Juneau, AK (KINY) - With the new Juneau Arts and Culture Center building continuing to move forward, there has been some discussion brought up that surrounds the unique situation involving the design and financial sources.
The CBJ Finance Committee decided that they will be taking a look at two proposals during a meeting on August 13th, with one of those going to the voters. We talked to Ben Brown of the JAHC about the new building, who told us some of the design points they are looking at, but he did say that there is not anything really set in stone as they want to be reactive to community needs.
As of now, they are designing the new JACC building to have a 300 seat performing arts space, a versatile 100 seat black box event studio, and a community hall that can seat 300 for a tabled meal or function.
Brown further elaborated on the idea of enlarging the community hall.
“There has been some talk about making the community hall larger, thereby allowing maybe 400 people seated for a function. The idea that was put forward in the ordinance that was discussed last night at the Finance Committee meeting was for that portion of the new JACC be partially funded by public funds generated by the sale of general obligation bonds.”
“Now if that’s not something that the Assembly are interested in asking the voters to do, or if they want to see if the voters want the new JACC to be supported in some other fashion, we would be responsive to that, just like we have tried to be responsive to the concerns raised about 300 people not being enough for the community hall.”
“So there’s not a definitive answer right now. The confusion is all about asking what the people want. We are not trying to force the vision of the right size of the community hall on the community. 300 is what our scoping and input process yielded initially, but we are happy to amend that (probably not for a lower amount, but certainly a larger amount) if the will and the intended resources are put behind that.”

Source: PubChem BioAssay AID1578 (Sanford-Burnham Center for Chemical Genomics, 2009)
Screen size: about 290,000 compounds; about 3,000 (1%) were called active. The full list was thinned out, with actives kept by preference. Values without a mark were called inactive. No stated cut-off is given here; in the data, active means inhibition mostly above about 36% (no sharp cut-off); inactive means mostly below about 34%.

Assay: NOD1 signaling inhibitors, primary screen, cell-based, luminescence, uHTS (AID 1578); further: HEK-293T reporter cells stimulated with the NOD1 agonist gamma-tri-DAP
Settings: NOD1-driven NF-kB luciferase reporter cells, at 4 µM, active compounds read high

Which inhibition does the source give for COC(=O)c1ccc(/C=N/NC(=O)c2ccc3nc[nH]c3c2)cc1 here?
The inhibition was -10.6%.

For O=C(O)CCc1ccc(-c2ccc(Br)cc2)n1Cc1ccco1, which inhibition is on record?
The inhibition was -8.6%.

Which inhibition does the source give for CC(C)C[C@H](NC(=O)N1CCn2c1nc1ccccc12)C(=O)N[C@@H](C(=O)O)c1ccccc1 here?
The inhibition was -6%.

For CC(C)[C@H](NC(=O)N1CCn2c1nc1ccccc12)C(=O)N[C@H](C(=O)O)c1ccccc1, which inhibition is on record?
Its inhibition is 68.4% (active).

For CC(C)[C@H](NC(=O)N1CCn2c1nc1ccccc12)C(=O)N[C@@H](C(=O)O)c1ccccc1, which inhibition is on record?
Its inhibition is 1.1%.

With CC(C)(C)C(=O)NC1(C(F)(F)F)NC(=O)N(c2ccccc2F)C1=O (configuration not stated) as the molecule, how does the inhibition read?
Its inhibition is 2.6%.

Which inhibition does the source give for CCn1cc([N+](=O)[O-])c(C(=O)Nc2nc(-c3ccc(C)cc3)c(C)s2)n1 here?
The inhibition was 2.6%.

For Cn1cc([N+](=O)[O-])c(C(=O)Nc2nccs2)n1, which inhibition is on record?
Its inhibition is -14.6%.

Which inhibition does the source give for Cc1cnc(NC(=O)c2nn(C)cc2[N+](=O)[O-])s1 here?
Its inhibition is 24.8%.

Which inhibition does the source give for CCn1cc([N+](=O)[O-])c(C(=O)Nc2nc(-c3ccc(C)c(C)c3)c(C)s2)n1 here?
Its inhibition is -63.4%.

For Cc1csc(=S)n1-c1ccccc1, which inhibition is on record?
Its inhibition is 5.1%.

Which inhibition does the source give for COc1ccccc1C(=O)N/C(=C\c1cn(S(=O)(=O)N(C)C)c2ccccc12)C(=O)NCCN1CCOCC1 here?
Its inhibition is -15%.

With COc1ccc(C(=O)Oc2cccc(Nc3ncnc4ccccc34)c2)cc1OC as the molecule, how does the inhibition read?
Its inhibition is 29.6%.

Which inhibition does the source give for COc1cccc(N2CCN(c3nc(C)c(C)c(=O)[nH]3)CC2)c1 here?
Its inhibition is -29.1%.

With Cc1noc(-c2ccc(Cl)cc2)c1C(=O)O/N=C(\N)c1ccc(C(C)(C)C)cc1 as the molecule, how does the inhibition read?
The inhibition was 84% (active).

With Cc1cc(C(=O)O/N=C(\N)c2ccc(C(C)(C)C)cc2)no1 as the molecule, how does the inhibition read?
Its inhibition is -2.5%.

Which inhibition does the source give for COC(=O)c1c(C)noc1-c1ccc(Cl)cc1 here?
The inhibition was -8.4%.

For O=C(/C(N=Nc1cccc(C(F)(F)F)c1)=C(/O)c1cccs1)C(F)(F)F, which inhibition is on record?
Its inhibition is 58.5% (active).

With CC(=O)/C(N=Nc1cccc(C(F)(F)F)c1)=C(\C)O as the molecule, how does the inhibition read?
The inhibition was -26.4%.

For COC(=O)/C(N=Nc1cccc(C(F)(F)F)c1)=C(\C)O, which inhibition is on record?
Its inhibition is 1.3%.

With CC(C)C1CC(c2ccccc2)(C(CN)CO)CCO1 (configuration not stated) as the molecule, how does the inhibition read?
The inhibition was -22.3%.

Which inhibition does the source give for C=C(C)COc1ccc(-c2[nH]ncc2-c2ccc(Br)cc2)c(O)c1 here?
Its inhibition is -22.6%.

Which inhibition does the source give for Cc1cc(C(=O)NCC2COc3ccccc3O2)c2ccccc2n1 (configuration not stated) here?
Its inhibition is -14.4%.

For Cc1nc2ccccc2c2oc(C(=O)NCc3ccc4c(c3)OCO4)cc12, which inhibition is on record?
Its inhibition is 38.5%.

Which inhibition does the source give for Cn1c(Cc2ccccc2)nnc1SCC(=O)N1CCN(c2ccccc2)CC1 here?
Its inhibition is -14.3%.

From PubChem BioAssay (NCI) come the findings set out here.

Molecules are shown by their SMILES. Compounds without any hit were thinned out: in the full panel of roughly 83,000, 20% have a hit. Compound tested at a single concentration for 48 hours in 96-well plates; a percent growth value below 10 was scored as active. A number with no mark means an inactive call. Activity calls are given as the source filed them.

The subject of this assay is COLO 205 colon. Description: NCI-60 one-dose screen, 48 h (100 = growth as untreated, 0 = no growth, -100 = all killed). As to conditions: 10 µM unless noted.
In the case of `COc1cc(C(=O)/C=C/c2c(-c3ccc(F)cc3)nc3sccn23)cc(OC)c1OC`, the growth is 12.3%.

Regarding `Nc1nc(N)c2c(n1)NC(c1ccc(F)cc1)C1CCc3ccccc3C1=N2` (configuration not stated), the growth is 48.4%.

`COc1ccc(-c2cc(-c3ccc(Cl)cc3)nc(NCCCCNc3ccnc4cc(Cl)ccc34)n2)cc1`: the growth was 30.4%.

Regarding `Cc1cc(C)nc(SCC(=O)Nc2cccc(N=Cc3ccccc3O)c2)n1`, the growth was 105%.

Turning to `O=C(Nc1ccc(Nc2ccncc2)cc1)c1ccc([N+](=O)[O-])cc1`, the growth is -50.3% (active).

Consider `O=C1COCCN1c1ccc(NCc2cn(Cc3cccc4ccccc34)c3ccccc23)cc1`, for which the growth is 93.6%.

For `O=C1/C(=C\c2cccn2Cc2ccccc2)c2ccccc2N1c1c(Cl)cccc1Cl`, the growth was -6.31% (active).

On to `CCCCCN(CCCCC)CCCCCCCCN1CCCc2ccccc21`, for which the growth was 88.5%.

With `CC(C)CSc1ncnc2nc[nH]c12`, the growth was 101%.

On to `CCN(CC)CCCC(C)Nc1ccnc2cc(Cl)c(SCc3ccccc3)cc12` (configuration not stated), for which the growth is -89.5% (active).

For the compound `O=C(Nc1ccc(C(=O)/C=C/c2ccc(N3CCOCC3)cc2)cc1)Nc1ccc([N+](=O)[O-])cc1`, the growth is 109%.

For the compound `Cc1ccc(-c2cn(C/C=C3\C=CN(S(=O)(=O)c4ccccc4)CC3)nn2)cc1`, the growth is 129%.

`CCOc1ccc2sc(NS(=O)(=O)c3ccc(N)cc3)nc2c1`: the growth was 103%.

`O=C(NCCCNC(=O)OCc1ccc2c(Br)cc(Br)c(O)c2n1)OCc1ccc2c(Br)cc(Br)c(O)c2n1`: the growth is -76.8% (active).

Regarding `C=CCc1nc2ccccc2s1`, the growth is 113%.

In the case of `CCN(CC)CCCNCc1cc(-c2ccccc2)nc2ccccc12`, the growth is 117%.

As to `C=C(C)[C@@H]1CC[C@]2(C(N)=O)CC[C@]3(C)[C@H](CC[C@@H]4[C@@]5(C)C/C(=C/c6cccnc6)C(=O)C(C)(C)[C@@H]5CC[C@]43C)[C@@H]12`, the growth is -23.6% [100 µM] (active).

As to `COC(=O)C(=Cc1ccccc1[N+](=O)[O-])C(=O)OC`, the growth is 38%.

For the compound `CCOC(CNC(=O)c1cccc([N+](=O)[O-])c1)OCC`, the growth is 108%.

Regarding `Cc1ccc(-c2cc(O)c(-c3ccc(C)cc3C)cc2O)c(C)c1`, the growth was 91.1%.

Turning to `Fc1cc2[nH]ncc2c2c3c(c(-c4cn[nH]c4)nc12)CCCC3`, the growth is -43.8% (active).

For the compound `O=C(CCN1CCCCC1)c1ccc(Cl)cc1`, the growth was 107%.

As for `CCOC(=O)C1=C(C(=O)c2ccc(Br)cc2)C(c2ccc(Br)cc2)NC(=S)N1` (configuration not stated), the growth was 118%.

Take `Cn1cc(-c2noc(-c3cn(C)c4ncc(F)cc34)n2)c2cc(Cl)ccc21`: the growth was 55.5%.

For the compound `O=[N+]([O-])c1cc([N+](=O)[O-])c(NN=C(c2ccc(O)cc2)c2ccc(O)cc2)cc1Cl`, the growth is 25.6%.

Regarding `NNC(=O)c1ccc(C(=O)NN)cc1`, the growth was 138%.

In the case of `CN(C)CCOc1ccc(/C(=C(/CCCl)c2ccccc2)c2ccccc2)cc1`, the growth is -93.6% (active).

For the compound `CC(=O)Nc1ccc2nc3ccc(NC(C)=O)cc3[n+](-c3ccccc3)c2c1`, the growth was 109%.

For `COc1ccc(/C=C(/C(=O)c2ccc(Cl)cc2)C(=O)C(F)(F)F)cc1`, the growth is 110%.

With the combining of the management of the JACC and Centennial Hall, this would open up opportunities for much larger events.
“With the co-management of Centennial Hall, it also offers an integrated facility that hopefully can be linked with Centennial Hall so that if a group wants to have a very large convention, it would be possible to use all of Centennial Hall and all of the JACC spaces for a convention that has 500 or more attendees, which is something that we simply do not have the capacity for in Alaska’s capital city right now.”
Brown also explained to us the level of financial commitment they've seen so far.
“We’ve had almost 70 individuals donate $10,000 as groundbreakers and we’ve another 25-30 people donate upwards of that up to the hundreds of thousands of dollars. We have a very robust amount of public participation in the project and we certainly welcome more.”
“We also have a great deal of interest from corporations and foundations, who are interested in seeing what amount the community through the government of the City and Borough of Juneau might be willing to invest in the project.”
“I think that interest comes in the fact that the JACC is owned by the CBJ. The JACC is a city asset on city land and so if it’s going to be torn down, then its replacement even if it is run by a private non-profit (the Juneau Arts and Humanities Council) is replacing a city asset and so that’s we want people to consider the possibility of some sort of public investment.”
There will be a Summer Block Party on Friday from 5:30pm - 7pm at the Centenial Hall lot to celebrate the 45th birthday of the JAHC and explain aspects of the project to the public. Members of the public can be more involved by visiting newjacc.org or by finding the New JACC Facebook and Instagram pages.